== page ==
There are 126 terminations, reductions, and other areas of savings identified that will save approximately $23 billion next year, according to the White House Office of Management and Budget.
Addressing the nation today, President Barack Obama emphasized "common sense" spending cuts such as the removal of "$115 million from a program that pays states to clean up mines that have already been cleaned up."
"We're also cutting a Forest Service economic development program that strayed so far from any mission that it funded a music festival," Obama said, "and we're saving $20 million by stopping the refurbishment of a Department of Energy science center that the Department of Energy does not want to refurbish."
Brownfield remediation barrels in Long Island City, New York (Photo by Mitch Waxman)
"Other cuts, though, are more painful, because the goals of the underlying programs are worthy," the President said. "We eliminate one program that provides grants to do environmental clean up of abandoned buildings. That's a mission I support, but there are other sources of private and public funds to achieve it."
The budget supports job creation with $100 billion in further stimulus spending, along with higher taxes on the wealthy in an effort to cover part of the deficit.
Three of the federal agencies that handle environmental issues had their budgets cut - the Department of the Interior, the Department of Agriculture and the U.S. Environmental Protection Agency - while the Department of Energy budget was increased by $1.8 billion.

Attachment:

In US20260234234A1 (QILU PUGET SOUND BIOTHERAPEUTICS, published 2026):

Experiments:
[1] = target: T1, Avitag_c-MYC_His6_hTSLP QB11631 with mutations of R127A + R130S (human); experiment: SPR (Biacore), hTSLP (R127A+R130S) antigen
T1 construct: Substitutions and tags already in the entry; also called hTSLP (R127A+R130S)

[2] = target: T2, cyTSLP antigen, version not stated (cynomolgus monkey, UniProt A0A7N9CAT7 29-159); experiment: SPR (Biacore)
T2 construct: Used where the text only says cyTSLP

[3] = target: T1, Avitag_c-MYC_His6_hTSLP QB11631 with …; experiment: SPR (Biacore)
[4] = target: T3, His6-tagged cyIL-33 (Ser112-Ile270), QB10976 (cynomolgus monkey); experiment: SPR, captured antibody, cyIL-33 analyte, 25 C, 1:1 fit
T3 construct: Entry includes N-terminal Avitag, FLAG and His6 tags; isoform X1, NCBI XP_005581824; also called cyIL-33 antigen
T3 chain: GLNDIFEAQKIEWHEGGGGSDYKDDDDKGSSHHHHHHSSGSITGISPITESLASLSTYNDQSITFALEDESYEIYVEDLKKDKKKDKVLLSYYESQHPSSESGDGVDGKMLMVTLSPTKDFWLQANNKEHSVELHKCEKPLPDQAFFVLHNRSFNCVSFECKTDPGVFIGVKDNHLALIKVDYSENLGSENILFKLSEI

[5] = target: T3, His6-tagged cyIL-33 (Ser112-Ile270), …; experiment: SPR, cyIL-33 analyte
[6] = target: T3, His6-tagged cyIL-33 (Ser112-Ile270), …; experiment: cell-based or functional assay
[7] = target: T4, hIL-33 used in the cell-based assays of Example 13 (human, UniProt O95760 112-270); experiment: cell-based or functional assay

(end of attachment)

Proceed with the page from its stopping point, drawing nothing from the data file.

The administration's $12.2 billion budget request for the Department of the Interior contains $750 million in reductions and terminations of lower priority programs and elimination of one-time funding. The 2011 budget is $38.7 million below the level enacted by Congress for 2010.
The President's Budget provides $26 billion for the Department of Agriculture amounts to what Agriculture Secretary Tom Vilsack said today is "a bottom line reduction to our discretionary budget authority of over $1 billion."
The U.S. Environmental Protection Agency budget request for Fiscal Year 2011 is $10 billion, an overall budget reduction for the agency of $278 million.
"This budget cuts spending while promoting clean air, land and water, growing the green economy and strengthening enforcement," said EPA Administrator Lisa Jackson on a teleconference call with reporters today.
The biggest reductions are $200 million from the State Revolving Funds and $175 million from the Great Lakes Restoration Initiative, and the elimination of $157 million for Targeted Water Infrastructure Grants.
Smog envelopes wind turbines in North Palm Springs, California. (Photo by Poormanc)
No EPA employees could lose their jobs due to the cuts in the proposed budget. Instead, the number of EPA full time employees would increase by 154 staff positions, according to EPA spokesperson Enesta Jones.
"To meet our environmental challenges and ensure fiscal responsibility, we're proposing targeted investments in core priorities, Jackson said, emphasizing seven priorities she outlined earlier as being central to her management strategy - cleaning up communities, improving air quality, building strong state and tribal partnerships, taking action on climate change, protecting America's waters, assuring the safety of chemicals, and expanding the conversation on environmentalism and working for environmental justice.
Environmentalists approve of the clean energy sections of this budget.
Sierra Club Executive Director Carl Pope said, "Taking the agencies off the Bush administration's starvation diet has allowed Lisa Jackson to put the 'P' back in EPA, helped Ken Salazar turn around a very troubled Interior Department, and allowed many other agencies to once again carry out the most basic elements of their missions."
Wesley Warren, director of programs with the Natural Resources Defense Council, said, "With this budget, President Obama is starting to usher in a clean energy economy. That means more jobs, less carbon pollution and a more secure nation. His budget promotes America's energy independence by reducing our reliance on foreign oil, starting the transition away from dirty fossil fuels, and investing in conservation and clean power like wind and solar."